How To Freelance Without Losing Control Of Your Blog

This post was originally published on the Marc Guberti Blog

Freelancing presents a golden opportunity to make money to finance your blogging efforts. After all, blogging itself is a big investment of both time and money — you have to invest in various tools, platforms, and even freelancers.

Still, many people who try to juggle freelancing and blogging end up losing control over one or the other. Balance is the key to keeping both moving forward in tandem, and this post offer tips to help you get there.

Hire Freelancers

When you start earning money as a freelancer, it’s perfectly acceptable to use some of those earnings to hire a freelancer.

Do the math:

Let’s assume it takes you an hour to schedule your daily social media posts. And as a freelancer, you’re hired to write content at $20/hr.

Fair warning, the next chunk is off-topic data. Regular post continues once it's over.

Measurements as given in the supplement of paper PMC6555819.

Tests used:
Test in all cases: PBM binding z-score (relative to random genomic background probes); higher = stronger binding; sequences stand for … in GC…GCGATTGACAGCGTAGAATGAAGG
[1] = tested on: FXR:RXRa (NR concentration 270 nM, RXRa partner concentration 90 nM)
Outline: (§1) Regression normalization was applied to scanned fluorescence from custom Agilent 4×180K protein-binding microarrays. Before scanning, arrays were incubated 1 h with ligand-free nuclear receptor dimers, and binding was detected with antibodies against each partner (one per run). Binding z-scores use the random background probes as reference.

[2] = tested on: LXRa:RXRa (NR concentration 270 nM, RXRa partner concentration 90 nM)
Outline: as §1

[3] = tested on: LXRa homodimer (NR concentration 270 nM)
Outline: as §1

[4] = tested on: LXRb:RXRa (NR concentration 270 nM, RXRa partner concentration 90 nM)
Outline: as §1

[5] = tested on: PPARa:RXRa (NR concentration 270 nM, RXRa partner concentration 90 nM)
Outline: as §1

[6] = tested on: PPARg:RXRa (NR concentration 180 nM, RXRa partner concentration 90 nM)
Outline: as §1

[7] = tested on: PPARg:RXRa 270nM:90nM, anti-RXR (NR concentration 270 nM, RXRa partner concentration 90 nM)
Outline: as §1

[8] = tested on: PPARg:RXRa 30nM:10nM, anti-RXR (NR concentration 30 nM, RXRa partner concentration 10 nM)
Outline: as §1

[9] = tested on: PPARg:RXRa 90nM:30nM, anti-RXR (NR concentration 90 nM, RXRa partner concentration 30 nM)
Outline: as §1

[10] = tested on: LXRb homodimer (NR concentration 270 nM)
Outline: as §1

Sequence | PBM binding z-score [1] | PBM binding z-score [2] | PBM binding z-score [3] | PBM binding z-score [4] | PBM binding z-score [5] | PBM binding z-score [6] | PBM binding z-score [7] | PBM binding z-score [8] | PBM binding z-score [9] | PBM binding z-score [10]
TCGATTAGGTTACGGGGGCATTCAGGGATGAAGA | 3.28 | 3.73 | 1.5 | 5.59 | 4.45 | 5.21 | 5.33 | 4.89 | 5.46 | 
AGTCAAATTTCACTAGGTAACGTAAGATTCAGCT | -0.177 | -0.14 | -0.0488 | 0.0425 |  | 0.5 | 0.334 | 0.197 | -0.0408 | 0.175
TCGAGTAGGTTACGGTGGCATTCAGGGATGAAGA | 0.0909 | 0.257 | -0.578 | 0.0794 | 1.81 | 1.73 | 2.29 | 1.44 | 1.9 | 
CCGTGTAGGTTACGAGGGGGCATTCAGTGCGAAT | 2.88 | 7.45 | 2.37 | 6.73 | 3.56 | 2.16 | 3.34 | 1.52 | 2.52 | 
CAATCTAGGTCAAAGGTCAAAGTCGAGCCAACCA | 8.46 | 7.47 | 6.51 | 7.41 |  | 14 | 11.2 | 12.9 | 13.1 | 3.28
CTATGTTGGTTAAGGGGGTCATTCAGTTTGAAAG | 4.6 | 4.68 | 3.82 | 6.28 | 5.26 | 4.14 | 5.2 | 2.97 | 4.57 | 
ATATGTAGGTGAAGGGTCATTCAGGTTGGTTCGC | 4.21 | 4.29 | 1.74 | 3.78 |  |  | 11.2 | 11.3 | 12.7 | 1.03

If you hire a freelancer to schedule your social media posts at $10/hr, and both of you work the same amount of hours each week, you’ll have a net gain of $10/hr.

Sure, $10/hr may not sound life altering, but this example gives you an idea of how you can freelance to lighten your workload and make a profit. And the principle can be applied to higher amounts of money.

If you’re paid $50/hr as a freelancer, for example, you’ll have a bit more wiggle room and more money to spend on outsourcing content creation, outreach efforts, or any other business activity that’s important to you.

For content creation specifically, you can hire writers that can imitate your style and complete your projects. For instance, if you’re paid $100 to write an article, you can pay a ghostwriter $50 to write it for you in your voice.